Let’s be clear: Google is participating in the prevailing business model for internet businesses in Silicon Valley. So in that sense, they’re not more evil than any other business that seeks to make money through personal data. You could also make the argument that they’re not as directly harmful as a company like Facebook, whose data practices have been shown to have undermined democracy in countries like the United States and Britain, and even to have supported genocides in countries like Myanmar.

However, the impact of Google’s business is exponentially greater because of its size. From widespread location collection in Google Maps, to the fact that the majority of sites on the internet host Google tracking code, it’s very hard to not be tracked and profiled by them in some way. That information has the potential to be cross-referenced, together with offline information like credit card purchases, which it adds together to create a highly targeted profile.

Listened The Psychology of Silicon Valley from Radio National

To understand where technology might take us in the future requires more than just an understanding of the way technologists think, says psychologist Katy Cook. We also need to comprehend the social, cultural and economic influences that affect their sense of who they are.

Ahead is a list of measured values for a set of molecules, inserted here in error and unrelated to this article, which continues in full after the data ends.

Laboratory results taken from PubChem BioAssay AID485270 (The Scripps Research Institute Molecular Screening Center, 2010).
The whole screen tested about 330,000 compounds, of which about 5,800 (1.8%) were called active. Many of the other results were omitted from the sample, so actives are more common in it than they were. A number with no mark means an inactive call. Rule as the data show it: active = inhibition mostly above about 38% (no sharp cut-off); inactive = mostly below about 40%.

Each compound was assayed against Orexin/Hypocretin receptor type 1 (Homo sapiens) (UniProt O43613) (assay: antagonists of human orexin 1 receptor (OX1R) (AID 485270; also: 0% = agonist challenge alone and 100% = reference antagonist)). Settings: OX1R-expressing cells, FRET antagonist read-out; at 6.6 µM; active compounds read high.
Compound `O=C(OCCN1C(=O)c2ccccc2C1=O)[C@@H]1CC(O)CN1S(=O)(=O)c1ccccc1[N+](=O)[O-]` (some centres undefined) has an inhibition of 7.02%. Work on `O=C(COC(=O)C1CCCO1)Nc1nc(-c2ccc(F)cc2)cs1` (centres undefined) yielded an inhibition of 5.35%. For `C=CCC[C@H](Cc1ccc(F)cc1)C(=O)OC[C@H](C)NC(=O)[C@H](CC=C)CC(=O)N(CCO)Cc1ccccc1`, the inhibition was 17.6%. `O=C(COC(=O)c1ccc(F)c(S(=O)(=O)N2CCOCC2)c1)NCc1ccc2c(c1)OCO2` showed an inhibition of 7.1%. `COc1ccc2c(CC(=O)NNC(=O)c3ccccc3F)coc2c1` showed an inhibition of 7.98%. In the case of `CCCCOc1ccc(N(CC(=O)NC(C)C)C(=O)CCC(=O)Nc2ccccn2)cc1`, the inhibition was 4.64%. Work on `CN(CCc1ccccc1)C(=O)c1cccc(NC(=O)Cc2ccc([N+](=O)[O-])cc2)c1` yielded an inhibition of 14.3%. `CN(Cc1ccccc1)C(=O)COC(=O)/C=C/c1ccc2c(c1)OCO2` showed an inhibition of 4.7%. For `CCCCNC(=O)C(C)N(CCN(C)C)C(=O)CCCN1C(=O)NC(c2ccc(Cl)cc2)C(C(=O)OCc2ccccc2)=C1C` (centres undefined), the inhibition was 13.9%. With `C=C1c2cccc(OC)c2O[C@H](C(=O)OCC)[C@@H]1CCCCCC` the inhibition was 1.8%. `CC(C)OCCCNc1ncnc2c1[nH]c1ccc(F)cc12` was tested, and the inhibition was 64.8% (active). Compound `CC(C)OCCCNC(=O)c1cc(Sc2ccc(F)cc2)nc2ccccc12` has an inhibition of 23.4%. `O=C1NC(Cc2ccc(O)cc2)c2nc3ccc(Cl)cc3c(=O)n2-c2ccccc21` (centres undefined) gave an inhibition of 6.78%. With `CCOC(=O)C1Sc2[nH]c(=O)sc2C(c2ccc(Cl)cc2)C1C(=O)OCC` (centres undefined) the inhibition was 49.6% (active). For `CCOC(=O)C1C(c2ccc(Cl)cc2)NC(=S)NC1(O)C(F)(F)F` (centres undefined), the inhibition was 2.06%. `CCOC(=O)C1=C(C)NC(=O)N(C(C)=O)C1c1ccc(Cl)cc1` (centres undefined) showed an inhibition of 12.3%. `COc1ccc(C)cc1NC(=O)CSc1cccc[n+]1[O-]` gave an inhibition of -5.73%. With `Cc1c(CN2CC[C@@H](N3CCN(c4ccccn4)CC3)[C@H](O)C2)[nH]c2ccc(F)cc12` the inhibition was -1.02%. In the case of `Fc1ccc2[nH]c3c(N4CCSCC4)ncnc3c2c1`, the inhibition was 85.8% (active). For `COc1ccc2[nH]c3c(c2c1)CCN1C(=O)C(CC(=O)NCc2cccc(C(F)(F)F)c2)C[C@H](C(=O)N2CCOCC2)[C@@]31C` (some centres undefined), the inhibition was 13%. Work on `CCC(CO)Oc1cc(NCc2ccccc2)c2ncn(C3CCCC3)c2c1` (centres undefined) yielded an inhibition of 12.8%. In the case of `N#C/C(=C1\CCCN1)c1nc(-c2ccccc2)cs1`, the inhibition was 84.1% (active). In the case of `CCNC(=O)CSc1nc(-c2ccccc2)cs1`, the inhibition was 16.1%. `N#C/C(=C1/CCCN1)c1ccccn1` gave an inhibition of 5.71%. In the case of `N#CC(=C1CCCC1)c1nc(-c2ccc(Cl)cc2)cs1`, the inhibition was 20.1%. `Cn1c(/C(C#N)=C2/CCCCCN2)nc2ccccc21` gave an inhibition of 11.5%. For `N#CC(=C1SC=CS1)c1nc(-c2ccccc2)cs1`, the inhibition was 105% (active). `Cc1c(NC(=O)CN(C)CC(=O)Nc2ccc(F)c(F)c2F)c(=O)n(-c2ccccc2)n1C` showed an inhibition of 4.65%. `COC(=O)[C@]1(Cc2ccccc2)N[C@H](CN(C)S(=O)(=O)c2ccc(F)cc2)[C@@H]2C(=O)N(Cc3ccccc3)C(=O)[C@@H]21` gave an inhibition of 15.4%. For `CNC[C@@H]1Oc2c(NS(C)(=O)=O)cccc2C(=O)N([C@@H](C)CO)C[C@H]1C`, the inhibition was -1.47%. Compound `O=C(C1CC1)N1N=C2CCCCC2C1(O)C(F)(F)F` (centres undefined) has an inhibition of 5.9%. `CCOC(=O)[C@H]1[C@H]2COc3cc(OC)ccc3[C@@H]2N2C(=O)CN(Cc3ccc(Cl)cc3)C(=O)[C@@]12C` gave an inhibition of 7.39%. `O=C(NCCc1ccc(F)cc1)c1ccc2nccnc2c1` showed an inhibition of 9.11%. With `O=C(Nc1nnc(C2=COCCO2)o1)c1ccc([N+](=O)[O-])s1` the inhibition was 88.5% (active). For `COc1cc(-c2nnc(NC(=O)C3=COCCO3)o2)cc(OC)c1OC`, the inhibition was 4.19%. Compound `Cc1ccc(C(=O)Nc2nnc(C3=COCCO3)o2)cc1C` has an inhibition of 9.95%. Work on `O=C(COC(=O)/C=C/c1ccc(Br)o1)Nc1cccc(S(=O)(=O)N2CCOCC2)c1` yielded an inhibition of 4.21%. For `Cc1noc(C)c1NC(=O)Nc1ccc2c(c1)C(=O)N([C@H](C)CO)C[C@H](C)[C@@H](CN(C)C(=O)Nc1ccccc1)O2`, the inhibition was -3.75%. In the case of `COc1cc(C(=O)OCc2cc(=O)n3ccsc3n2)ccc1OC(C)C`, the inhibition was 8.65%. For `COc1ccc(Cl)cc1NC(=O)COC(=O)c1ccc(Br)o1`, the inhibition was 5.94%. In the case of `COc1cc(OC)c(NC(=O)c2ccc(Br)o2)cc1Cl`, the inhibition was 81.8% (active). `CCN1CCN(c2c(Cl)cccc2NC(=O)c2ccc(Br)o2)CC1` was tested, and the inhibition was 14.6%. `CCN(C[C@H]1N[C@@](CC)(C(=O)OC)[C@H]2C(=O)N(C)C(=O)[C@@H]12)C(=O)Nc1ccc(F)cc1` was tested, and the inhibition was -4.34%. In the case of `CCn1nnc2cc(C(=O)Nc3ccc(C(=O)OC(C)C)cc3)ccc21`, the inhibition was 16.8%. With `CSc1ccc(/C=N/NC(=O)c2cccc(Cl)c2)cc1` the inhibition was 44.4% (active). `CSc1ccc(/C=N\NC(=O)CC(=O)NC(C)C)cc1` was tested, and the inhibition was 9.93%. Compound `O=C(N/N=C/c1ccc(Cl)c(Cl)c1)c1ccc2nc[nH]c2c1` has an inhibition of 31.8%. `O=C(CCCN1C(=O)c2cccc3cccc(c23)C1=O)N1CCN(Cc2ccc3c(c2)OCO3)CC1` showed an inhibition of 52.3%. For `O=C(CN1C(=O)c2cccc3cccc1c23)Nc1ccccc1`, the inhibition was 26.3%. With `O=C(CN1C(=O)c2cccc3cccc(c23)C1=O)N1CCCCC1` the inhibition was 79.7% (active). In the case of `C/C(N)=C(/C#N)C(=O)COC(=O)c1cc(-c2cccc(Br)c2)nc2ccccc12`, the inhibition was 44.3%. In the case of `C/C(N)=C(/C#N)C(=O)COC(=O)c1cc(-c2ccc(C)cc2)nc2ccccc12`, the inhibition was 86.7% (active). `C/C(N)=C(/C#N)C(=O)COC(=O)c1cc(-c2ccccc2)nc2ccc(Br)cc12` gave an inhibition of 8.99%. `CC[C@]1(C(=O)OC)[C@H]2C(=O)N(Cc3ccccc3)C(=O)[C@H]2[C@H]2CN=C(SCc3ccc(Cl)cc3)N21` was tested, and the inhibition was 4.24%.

Also, German neuroscientist, Henning Beck, on our understanding of the power of AI. Making direct comparisons between the human mind and Artificial Intelligence is counterproductive, he argues.


Dr Katy Cook – psychologist and founder of the Center for Technology Awareness

Dr Henning Beck – neuroscientist and author

Antony Funnell speaks with Katy Cook about her book The Psychology of Silicon Valley exploring some of the influences on Silicon Valley. A key concern raised is the place of ethics and values within this community. Henning Beck believes a lot would be gained from increasing the emotional intelligence of those within Silicon Valley. This is something touched upon by Audrey Watters and Mike Isaac.


To understand new technology we need to comprehend the social, cultural and economic influences of the developers.

Bookmarked HEWN, No. 321 (

It’s not simply that the Silicon Valley positivity machine only rewards positive ideas. (“We build things,” someone once told me. “You just tear things down.”) Without a grounding in theory or knowledge or ethics or care, the Silicon Valley machine rewards stupid and dangerous ideas, propping up and propped up by ridiculous, self-serving men. There won’t ever be a reckoning if we’re nice.